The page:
Khanim Latif is the Founder and Director of Asuda, an independent NGO combating violence against women. Ms. Latif founded Asuda in 2001, and one year later, founded the Asuda Women’s Shelter, which was the first women’s protection shelter in Iraq. Under Ms. Latif’s leadership, Asuda has been instrumental in providing direct emergency assistance, medical assistance, psychological counselling, economic empowerment and livelihood support for thousands of survivors of gender-based violence, including Syrian refugees and IDPs. After the horrifying crimes committed by the Islamic State in Mosul and Sinjar, including the kidnapping of thousands of Yazidi women and girls, Asuda provided immense support to the survivors, assessed their needs, and brought their plight to the international community. Ms. Latif was one of the pioneers who drew the attention to the Yazidi women’s issue and the violence committed against them.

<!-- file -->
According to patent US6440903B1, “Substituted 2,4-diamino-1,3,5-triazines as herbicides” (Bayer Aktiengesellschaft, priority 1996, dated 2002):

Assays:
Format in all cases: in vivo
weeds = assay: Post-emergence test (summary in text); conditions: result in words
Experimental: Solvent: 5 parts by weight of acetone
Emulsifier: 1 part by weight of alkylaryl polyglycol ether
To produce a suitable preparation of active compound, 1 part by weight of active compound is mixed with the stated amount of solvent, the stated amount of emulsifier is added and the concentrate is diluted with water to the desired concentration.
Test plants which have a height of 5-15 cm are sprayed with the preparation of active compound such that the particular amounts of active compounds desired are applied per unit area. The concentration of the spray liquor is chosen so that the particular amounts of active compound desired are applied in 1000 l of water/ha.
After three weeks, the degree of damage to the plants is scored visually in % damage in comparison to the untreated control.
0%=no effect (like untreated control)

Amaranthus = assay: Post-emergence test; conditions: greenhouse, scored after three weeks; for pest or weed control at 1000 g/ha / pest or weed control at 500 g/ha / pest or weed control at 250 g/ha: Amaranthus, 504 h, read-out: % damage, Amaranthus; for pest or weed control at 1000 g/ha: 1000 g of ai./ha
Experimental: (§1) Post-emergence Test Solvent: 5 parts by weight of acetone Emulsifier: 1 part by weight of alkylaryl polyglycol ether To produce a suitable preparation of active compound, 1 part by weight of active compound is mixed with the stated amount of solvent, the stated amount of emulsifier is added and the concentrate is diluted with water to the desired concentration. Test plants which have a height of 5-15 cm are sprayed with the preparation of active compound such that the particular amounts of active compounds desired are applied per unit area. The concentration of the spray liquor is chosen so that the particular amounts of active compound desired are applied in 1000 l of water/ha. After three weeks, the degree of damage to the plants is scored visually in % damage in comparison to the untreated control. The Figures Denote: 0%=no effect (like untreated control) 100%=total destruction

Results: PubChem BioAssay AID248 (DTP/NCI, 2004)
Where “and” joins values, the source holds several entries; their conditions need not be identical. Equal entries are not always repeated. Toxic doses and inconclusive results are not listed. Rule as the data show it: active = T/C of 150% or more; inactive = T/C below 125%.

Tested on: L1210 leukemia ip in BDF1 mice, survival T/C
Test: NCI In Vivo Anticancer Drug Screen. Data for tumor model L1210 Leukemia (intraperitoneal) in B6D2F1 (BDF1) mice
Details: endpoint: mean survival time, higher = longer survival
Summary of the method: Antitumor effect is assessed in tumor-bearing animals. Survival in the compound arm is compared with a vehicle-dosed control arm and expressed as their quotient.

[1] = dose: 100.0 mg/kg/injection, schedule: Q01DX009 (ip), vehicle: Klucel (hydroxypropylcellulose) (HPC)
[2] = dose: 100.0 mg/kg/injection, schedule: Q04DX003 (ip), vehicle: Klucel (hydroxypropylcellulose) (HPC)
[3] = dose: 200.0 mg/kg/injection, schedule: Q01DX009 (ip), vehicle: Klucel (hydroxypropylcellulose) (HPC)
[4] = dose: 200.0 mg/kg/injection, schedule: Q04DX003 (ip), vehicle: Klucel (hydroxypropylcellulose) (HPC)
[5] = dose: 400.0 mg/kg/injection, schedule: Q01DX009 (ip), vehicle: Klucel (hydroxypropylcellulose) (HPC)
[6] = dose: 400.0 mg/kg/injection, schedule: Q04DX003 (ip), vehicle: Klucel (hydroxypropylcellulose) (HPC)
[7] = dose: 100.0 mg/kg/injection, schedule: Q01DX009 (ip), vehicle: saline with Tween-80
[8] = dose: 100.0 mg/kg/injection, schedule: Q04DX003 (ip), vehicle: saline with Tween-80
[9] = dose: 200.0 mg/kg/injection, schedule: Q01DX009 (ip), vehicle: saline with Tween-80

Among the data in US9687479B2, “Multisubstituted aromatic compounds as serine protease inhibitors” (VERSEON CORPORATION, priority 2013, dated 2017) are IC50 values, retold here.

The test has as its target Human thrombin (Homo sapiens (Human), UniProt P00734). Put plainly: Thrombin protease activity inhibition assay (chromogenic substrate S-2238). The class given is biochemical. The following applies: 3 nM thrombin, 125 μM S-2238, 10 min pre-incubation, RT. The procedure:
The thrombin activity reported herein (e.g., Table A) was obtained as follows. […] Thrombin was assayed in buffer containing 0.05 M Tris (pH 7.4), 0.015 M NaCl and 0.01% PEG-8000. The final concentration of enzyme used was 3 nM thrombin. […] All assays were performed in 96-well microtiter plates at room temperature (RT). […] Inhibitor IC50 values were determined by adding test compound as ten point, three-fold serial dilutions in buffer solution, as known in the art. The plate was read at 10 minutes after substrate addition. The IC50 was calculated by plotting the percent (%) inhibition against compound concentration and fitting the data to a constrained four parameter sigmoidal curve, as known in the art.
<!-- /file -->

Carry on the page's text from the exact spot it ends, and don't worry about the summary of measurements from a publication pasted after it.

Despite the religious, cultural, social, and political constraints and the absence of a law about women’s shelters and women’s rights violations in Iraq, Ms. Latif has consistently advocated for survivors of gender-based violence. Between 2019 to 2022, Ms. Lateef worked as the Iraqi President’s Advisor for women and civil society affairs. She has also worked extensively on implementation of Security Council resolution 1325 in Iraq and Kurdistan and is a founding member of Iraq’s National Action Plan on 1325 Coalition. Ms. Latif was awarded the Vital Voices Global Leadership Award for Human Rights in 2016 for her work on women's rights in Iraq and is currently an active member of VV100, a group of selected members of the 100 most engaged and visionary members of the Vital Voices Global Leadership Network.
Excellencies, without protection from violence and freedom from discrimination, women cannot engage fully or equally on the political, social, and economic levels. The prevalence of gender-based violence not only violates women’s basic human rights as guaranteed by international standards outlined in CEDAW, ratified by Iraq, but also violates Security Council resolutions on women, peace, and security that have, for more than 20 years, emphasized the important linkages between protection and participation. For women to have a voice in determining their country’s future, the violence must end.